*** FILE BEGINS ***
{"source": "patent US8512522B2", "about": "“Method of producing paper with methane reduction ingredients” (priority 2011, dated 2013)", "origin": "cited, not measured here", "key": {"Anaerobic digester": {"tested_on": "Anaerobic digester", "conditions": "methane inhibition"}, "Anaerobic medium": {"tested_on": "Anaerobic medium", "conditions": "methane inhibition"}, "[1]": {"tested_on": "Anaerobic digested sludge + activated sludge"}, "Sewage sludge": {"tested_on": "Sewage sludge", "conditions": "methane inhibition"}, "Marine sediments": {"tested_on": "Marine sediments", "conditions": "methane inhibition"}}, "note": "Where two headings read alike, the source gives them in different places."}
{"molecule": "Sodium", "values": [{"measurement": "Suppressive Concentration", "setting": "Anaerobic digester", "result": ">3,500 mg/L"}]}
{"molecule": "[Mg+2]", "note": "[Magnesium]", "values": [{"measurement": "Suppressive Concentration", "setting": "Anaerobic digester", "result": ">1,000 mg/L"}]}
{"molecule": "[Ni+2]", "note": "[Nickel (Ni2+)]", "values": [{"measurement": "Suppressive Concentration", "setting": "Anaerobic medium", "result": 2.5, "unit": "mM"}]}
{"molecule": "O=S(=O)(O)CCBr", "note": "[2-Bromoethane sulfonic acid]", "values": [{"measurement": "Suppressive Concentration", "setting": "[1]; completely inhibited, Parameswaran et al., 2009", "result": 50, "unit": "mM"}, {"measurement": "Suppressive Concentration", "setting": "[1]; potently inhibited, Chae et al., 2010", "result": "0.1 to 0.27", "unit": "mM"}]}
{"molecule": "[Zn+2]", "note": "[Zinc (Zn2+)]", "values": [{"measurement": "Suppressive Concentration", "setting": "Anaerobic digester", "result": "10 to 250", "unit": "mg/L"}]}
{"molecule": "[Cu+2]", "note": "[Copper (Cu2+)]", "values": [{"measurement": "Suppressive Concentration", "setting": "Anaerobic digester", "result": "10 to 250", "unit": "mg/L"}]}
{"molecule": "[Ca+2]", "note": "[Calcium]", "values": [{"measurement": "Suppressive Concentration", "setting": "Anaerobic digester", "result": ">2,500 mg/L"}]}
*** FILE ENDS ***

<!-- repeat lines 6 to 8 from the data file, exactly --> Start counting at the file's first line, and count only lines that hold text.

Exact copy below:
{"molecule": "[Zn+2]", "note": "[Zinc (Zn2+)]", "values": [{"measurement": "Suppressive Concentration", "setting": "Anaerobic digester", "result": "10 to 250", "unit": "mg/L"}]}
{"molecule": "[Cu+2]", "note": "[Copper (Cu2+)]", "values": [{"measurement": "Suppressive Concentration", "setting": "Anaerobic digester", "result": "10 to 250", "unit": "mg/L"}]}
{"molecule": "[Ca+2]", "note": "[Calcium]", "values": [{"measurement": "Suppressive Concentration", "setting": "Anaerobic digester", "result": ">2,500 mg/L"}]}